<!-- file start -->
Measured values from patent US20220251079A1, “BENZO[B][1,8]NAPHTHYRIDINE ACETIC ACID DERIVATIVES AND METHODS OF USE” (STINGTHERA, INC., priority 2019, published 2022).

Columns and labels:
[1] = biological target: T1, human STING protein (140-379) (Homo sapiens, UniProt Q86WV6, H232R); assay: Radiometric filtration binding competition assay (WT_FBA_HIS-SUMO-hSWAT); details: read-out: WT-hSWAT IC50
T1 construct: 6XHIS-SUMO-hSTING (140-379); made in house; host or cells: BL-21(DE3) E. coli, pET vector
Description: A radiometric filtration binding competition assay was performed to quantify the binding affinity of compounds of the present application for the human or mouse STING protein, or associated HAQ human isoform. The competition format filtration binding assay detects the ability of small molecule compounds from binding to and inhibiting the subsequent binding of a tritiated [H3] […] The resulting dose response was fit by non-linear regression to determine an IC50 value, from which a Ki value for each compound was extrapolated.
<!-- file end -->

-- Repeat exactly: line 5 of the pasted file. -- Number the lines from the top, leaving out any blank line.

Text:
Description: A radiometric filtration binding competition assay was performed to quantify the binding affinity of compounds of the present application for the human or mouse STING protein, or associated HAQ human isoform. The competition format filtration binding assay detects the ability of small molecule compounds from binding to and inhibiting the subsequent binding of a tritiated [H3] […] The resulting dose response was fit by non-linear regression to determine an IC50 value, from which a Ki value for each compound was extrapolated.